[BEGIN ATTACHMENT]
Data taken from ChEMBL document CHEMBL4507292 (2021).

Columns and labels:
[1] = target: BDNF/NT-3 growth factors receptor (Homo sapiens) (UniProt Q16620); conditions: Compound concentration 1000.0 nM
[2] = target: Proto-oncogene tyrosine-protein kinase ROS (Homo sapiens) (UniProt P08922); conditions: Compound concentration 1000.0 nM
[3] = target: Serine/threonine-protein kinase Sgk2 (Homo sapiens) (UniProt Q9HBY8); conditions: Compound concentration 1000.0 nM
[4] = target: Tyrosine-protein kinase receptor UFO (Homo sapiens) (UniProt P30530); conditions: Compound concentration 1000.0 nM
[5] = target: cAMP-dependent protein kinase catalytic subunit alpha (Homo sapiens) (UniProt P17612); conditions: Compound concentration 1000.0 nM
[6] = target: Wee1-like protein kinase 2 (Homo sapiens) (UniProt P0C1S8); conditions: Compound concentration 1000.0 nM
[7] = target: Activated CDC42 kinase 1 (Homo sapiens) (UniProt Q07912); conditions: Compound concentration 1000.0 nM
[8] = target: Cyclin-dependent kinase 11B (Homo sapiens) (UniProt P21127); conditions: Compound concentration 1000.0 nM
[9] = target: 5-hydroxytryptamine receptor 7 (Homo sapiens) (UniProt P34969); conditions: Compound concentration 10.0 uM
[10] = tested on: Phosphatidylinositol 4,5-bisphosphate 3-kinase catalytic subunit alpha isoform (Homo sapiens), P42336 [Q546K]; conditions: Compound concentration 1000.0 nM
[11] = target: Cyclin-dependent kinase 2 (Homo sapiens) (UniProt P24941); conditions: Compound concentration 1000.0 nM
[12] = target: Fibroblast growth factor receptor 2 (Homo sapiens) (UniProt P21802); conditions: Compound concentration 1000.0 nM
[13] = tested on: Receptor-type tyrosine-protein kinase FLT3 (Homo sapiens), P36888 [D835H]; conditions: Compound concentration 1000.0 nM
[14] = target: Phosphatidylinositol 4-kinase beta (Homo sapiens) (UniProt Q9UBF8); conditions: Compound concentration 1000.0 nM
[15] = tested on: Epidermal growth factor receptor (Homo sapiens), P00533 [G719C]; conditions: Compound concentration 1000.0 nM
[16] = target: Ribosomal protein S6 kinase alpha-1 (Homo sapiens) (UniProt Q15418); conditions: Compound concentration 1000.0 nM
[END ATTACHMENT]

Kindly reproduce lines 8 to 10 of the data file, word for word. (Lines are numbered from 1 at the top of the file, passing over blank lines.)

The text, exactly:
[6] = target: Wee1-like protein kinase 2 (Homo sapiens) (UniProt P0C1S8); conditions: Compound concentration 1000.0 nM
[7] = target: Activated CDC42 kinase 1 (Homo sapiens) (UniProt Q07912); conditions: Compound concentration 1000.0 nM
[8] = target: Cyclin-dependent kinase 11B (Homo sapiens) (UniProt P21127); conditions: Compound concentration 1000.0 nM